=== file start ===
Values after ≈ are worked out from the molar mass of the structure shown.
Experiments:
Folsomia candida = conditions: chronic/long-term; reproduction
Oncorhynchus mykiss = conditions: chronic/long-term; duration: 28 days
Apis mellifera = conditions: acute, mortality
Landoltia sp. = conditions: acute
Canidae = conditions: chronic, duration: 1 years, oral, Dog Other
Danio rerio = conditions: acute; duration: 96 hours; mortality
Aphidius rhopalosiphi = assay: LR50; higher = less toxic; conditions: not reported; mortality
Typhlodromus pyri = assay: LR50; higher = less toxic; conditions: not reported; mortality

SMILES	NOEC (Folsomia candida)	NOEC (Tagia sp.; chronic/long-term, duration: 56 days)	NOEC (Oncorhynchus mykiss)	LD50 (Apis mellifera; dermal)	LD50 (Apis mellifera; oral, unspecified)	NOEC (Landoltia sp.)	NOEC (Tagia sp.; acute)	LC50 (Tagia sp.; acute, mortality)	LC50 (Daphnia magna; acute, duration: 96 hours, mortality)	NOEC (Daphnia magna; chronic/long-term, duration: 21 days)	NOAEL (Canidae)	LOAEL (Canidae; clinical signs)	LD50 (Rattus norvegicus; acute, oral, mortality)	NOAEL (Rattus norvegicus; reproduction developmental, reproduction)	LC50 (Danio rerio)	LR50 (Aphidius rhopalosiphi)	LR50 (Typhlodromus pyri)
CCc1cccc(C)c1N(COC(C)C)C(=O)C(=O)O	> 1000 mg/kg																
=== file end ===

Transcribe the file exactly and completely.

Values after ≈ are worked out from the molar mass of the structure shown.
Experiments:
Folsomia candida = conditions: chronic/long-term; reproduction
Oncorhynchus mykiss = conditions: chronic/long-term; duration: 28 days
Apis mellifera = conditions: acute, mortality
Landoltia sp. = conditions: acute
Canidae = conditions: chronic, duration: 1 years, oral, Dog Other
Danio rerio = conditions: acute; duration: 96 hours; mortality
Aphidius rhopalosiphi = assay: LR50; higher = less toxic; conditions: not reported; mortality
Typhlodromus pyri = assay: LR50; higher = less toxic; conditions: not reported; mortality

SMILES	NOEC (Folsomia candida)	NOEC (Tagia sp.; chronic/long-term, duration: 56 days)	NOEC (Oncorhynchus mykiss)	LD50 (Apis mellifera; dermal)	LD50 (Apis mellifera; oral, unspecified)	NOEC (Landoltia sp.)	NOEC (Tagia sp.; acute)	LC50 (Tagia sp.; acute, mortality)	LC50 (Daphnia magna; acute, duration: 96 hours, mortality)	NOEC (Daphnia magna; chronic/long-term, duration: 21 days)	NOAEL (Canidae)	LOAEL (Canidae; clinical signs)	LD50 (Rattus norvegicus; acute, oral, mortality)	NOAEL (Rattus norvegicus; reproduction developmental, reproduction)	LC50 (Danio rerio)	LR50 (Aphidius rhopalosiphi)	LR50 (Typhlodromus pyri)
CCc1cccc(C)c1N(COC(C)C)C(=O)C(=O)O	> 1000 mg/kg																